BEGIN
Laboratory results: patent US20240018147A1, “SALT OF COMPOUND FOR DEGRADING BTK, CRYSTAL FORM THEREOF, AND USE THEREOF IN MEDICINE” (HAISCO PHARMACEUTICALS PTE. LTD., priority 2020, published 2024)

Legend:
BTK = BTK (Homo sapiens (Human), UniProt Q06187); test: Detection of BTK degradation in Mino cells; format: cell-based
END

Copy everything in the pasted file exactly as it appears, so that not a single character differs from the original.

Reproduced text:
Laboratory results: patent US20240018147A1, “SALT OF COMPOUND FOR DEGRADING BTK, CRYSTAL FORM THEREOF, AND USE THEREOF IN MEDICINE” (HAISCO PHARMACEUTICALS PTE. LTD., priority 2020, published 2024)

Legend:
BTK = BTK (Homo sapiens (Human), UniProt Q06187); test: Detection of BTK degradation in Mino cells; format: cell-based